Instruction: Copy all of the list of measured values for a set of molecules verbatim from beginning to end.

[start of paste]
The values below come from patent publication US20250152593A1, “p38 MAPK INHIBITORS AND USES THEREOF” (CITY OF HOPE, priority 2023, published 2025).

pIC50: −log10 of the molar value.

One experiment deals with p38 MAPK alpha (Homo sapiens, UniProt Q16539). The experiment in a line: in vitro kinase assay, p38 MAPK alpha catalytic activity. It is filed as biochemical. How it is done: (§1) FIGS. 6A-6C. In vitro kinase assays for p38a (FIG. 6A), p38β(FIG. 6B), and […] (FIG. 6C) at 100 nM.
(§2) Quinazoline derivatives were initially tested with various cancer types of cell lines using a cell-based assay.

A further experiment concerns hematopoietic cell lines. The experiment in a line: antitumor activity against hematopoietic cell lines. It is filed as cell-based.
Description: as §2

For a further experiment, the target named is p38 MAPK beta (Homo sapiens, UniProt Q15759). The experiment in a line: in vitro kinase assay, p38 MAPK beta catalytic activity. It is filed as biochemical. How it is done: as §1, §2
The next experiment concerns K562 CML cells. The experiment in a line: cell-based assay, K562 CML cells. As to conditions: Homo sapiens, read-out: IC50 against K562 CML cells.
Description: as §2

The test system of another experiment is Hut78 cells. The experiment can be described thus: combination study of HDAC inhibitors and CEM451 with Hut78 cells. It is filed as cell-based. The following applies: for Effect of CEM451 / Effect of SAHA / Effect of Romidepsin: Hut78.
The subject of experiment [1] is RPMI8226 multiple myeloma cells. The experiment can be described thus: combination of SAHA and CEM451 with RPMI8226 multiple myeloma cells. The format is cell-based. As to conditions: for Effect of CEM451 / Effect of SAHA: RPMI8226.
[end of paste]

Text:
The values below come from patent publication US20250152593A1, “p38 MAPK INHIBITORS AND USES THEREOF” (CITY OF HOPE, priority 2023, published 2025).

pIC50: −log10 of the molar value.

One experiment deals with p38 MAPK alpha (Homo sapiens, UniProt Q16539). The experiment in a line: in vitro kinase assay, p38 MAPK alpha catalytic activity. It is filed as biochemical. How it is done: (§1) FIGS. 6A-6C. In vitro kinase assays for p38a (FIG. 6A), p38β(FIG. 6B), and […] (FIG. 6C) at 100 nM.
(§2) Quinazoline derivatives were initially tested with various cancer types of cell lines using a cell-based assay.

A further experiment concerns hematopoietic cell lines. The experiment in a line: antitumor activity against hematopoietic cell lines. It is filed as cell-based.
Description: as §2

For a further experiment, the target named is p38 MAPK beta (Homo sapiens, UniProt Q15759). The experiment in a line: in vitro kinase assay, p38 MAPK beta catalytic activity. It is filed as biochemical. How it is done: as §1, §2
The next experiment concerns K562 CML cells. The experiment in a line: cell-based assay, K562 CML cells. As to conditions: Homo sapiens, read-out: IC50 against K562 CML cells.
Description: as §2

The test system of another experiment is Hut78 cells. The experiment can be described thus: combination study of HDAC inhibitors and CEM451 with Hut78 cells. It is filed as cell-based. The following applies: for Effect of CEM451 / Effect of SAHA / Effect of Romidepsin: Hut78.
The subject of experiment [1] is RPMI8226 multiple myeloma cells. The experiment can be described thus: combination of SAHA and CEM451 with RPMI8226 multiple myeloma cells. The format is cell-based. As to conditions: for Effect of CEM451 / Effect of SAHA: RPMI8226.